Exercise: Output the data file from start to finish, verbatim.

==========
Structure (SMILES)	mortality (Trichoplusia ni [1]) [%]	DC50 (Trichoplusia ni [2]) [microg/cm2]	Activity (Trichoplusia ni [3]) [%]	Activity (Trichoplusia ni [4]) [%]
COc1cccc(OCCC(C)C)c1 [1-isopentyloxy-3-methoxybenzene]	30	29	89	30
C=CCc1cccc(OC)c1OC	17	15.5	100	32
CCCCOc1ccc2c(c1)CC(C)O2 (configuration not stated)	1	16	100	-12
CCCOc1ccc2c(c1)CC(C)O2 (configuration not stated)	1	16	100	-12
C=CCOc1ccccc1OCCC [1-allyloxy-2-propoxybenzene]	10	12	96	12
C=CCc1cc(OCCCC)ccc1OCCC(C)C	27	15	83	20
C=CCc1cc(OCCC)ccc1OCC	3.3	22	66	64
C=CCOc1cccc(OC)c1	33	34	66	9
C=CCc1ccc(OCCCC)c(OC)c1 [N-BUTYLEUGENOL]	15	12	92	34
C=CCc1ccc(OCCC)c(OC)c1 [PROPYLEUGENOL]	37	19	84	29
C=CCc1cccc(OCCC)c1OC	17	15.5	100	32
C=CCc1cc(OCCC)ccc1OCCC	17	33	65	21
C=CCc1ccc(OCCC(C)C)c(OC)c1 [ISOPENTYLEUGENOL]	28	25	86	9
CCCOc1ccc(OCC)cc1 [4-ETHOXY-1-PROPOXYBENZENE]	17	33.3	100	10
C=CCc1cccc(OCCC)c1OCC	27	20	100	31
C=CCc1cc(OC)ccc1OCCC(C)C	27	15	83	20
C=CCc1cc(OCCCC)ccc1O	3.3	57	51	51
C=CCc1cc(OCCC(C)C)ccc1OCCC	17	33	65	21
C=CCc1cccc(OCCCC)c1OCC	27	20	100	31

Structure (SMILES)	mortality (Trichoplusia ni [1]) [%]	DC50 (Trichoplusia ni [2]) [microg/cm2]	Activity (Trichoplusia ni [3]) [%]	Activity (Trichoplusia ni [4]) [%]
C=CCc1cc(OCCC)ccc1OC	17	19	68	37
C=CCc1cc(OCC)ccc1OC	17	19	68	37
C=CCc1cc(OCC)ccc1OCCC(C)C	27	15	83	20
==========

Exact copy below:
Structure (SMILES)	mortality (Trichoplusia ni [1]) [%]	DC50 (Trichoplusia ni [2]) [microg/cm2]	Activity (Trichoplusia ni [3]) [%]	Activity (Trichoplusia ni [4]) [%]
COc1cccc(OCCC(C)C)c1 [1-isopentyloxy-3-methoxybenzene]	30	29	89	30
C=CCc1cccc(OC)c1OC	17	15.5	100	32
CCCCOc1ccc2c(c1)CC(C)O2 (configuration not stated)	1	16	100	-12
CCCOc1ccc2c(c1)CC(C)O2 (configuration not stated)	1	16	100	-12
C=CCOc1ccccc1OCCC [1-allyloxy-2-propoxybenzene]	10	12	96	12
C=CCc1cc(OCCCC)ccc1OCCC(C)C	27	15	83	20
C=CCc1cc(OCCC)ccc1OCC	3.3	22	66	64
C=CCOc1cccc(OC)c1	33	34	66	9
C=CCc1ccc(OCCCC)c(OC)c1 [N-BUTYLEUGENOL]	15	12	92	34
C=CCc1ccc(OCCC)c(OC)c1 [PROPYLEUGENOL]	37	19	84	29
C=CCc1cccc(OCCC)c1OC	17	15.5	100	32
C=CCc1cc(OCCC)ccc1OCCC	17	33	65	21
C=CCc1ccc(OCCC(C)C)c(OC)c1 [ISOPENTYLEUGENOL]	28	25	86	9
CCCOc1ccc(OCC)cc1 [4-ETHOXY-1-PROPOXYBENZENE]	17	33.3	100	10
C=CCc1cccc(OCCC)c1OCC	27	20	100	31
C=CCc1cc(OC)ccc1OCCC(C)C	27	15	83	20
C=CCc1cc(OCCCC)ccc1O	3.3	57	51	51
C=CCc1cc(OCCC(C)C)ccc1OCCC	17	33	65	21
C=CCc1cccc(OCCCC)c1OCC	27	20	100	31

Structure (SMILES)	mortality (Trichoplusia ni [1]) [%]	DC50 (Trichoplusia ni [2]) [microg/cm2]	Activity (Trichoplusia ni [3]) [%]	Activity (Trichoplusia ni [4]) [%]
C=CCc1cc(OCCC)ccc1OC	17	19	68	37
C=CCc1cc(OCC)ccc1OC	17	19	68	37
C=CCc1cc(OCC)ccc1OCCC(C)C	27	15	83	20